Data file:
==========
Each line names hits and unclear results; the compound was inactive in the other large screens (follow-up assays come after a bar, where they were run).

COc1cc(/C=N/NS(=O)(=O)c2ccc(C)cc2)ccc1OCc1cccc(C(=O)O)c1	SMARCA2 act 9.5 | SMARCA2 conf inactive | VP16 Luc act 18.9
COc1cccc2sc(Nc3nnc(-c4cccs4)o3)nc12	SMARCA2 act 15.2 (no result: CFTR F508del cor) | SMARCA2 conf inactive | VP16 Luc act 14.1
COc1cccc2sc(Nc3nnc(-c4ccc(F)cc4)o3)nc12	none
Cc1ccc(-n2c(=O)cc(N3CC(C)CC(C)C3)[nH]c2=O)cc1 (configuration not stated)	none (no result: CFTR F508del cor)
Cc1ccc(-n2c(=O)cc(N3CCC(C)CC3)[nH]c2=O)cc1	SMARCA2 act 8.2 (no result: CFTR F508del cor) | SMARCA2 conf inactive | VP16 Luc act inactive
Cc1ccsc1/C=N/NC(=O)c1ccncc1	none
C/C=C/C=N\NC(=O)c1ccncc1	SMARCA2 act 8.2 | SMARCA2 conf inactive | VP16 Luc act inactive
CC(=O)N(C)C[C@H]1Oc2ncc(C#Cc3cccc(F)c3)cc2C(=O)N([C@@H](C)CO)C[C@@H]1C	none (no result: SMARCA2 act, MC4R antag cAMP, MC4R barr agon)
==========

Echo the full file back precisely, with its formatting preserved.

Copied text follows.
Each line names hits and unclear results; the compound was inactive in the other large screens (follow-up assays come after a bar, where they were run).

COc1cc(/C=N/NS(=O)(=O)c2ccc(C)cc2)ccc1OCc1cccc(C(=O)O)c1	SMARCA2 act 9.5 | SMARCA2 conf inactive | VP16 Luc act 18.9
COc1cccc2sc(Nc3nnc(-c4cccs4)o3)nc12	SMARCA2 act 15.2 (no result: CFTR F508del cor) | SMARCA2 conf inactive | VP16 Luc act 14.1
COc1cccc2sc(Nc3nnc(-c4ccc(F)cc4)o3)nc12	none
Cc1ccc(-n2c(=O)cc(N3CC(C)CC(C)C3)[nH]c2=O)cc1 (configuration not stated)	none (no result: CFTR F508del cor)
Cc1ccc(-n2c(=O)cc(N3CCC(C)CC3)[nH]c2=O)cc1	SMARCA2 act 8.2 (no result: CFTR F508del cor) | SMARCA2 conf inactive | VP16 Luc act inactive
Cc1ccsc1/C=N/NC(=O)c1ccncc1	none
C/C=C/C=N\NC(=O)c1ccncc1	SMARCA2 act 8.2 | SMARCA2 conf inactive | VP16 Luc act inactive
CC(=O)N(C)C[C@H]1Oc2ncc(C#Cc3cccc(F)c3)cc2C(=O)N([C@@H](C)CO)C[C@@H]1C	none (no result: SMARCA2 act, MC4R antag cAMP, MC4R barr agon)